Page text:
My First Trial Run on a property. Testing the Numbers.

5 Replies

Property is $179,000 for a 5 Bedroom Multi-Family home. 

They said the total income is $2075 for rents ( Based on a site) 

$2075 * 50% Rule = $1037.5 

20% of 179,000 is 143,200 @ 4% interest Rate makes the Mortgage $683.33

( No PMI or Property Tax because thats part of the 50% correct?)

Cashflow = $1037.5 - Mortgage

$1037.5 - 683.33 = $354.17 Cashflow

( Brandon in his 50% Video he said he likes $100 - $200 per Rental so that doesn't seem that great which is $70 per Bedroom)

CoC ROI

CashFlow * Annual /Investment = CoC

$4250 / (  20 % Downpayment + Rehab) 

How do I find rehab needed without visiting a unit or Estimate ( Unit is out of state)

Lets say it needs $10,000 of Rehab

$4250 / $45800 = 9% CoC Return

Which is just below Stock Market.. 

BUT Brandon also said that you should ALWAYS ask for 20% below Listing Value 

Lets redo the Numbers.

Property is $143,200 

Rents $2075

New Mortgage $546.93

$1037 - $546 = $491.5 

Cashflow  = $491.5 

Closer to 100$ per Unit.

Annual Cash flow $5,898 / Investment ( Downpayment + Rehab 10,000 ) $38,640

CoC Return 15%

Very good Return..

Biggest Concerns : 

How do I find out what Rents really should be?

How do I figure out what Rehab should before I hire inspector to figure out if its even worth my time to consider a property. 

Are my Calculations correct? 

@Brandyn Duff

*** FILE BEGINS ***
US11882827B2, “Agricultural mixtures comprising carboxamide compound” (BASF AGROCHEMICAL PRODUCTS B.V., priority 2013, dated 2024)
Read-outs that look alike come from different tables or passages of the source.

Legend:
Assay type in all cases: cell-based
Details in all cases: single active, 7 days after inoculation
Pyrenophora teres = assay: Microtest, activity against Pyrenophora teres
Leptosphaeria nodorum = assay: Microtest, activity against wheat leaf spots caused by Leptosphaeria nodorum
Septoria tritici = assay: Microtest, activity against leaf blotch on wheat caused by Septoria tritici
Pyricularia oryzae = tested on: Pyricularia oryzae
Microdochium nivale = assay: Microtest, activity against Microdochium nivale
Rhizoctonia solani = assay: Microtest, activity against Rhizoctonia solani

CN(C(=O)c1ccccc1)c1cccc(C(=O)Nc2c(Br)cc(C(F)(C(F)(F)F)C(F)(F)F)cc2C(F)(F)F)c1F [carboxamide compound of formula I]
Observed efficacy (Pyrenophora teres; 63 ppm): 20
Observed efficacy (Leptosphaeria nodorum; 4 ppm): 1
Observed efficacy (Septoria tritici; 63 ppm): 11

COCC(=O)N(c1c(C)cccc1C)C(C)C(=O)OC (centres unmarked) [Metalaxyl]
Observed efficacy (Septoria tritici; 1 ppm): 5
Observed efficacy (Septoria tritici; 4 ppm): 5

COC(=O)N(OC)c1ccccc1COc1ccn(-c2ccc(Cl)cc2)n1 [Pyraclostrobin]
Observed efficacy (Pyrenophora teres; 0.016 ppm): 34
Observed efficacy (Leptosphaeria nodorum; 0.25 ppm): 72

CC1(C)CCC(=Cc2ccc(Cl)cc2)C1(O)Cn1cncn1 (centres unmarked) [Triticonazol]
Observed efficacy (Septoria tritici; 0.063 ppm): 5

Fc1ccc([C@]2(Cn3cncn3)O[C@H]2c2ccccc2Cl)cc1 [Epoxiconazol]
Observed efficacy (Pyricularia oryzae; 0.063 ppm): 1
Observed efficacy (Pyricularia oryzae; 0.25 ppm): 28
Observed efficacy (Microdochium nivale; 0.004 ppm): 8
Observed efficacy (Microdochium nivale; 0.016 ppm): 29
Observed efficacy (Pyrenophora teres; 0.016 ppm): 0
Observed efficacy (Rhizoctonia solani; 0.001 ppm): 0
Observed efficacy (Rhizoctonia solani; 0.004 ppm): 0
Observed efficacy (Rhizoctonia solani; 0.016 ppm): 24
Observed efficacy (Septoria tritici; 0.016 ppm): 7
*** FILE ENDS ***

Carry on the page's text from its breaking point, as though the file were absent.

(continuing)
Hi Brandyn. I think it's fair to say that the 50% rule is a function of your expenses of your investments over time, the size of the property and the condition of each individual property. The rule is there as a guideline. With older and larger complexes your expenses will most likely be 50-60% of your Gross Effective Income. If you're buying something smaller and newer these percentages might be much lower. On duplexes to ~20 units I have found the expenses to be about 35-40%. I'd still steer clear of anything that that has expenses as 34 or fewer percentage points on 2-20 units.

I imagine from your mortgage assumptions you've supplied that you're looking to go conventional. I'd say that your rate would probably be closer to 5.25-5.5%. At 5 units and not 4 or fewer many conventional banks might not be interested. They usually like 4 or fewer or really large deals. You might get lucky though. At 5.25% you're looking at payments of $790.76. Your PMI is part of your mortgage not your expenses. Property tax is part of your expenses.

It looks to me in a best case scenario you're looking at $49.35/door. This of course is completely ignoring economic vacancy and bad debt which should be tabulated at a minimum of 5% maybe more depending on your market. This is deducted from you gross scheduled income. So (2075*.95)=1971.25. This changes your number to $38.97/door.

Anything that has to do with rehab out of the state I'd check in with J Scott. I am amazing ignorant in that area and would just lead you astray with speculation.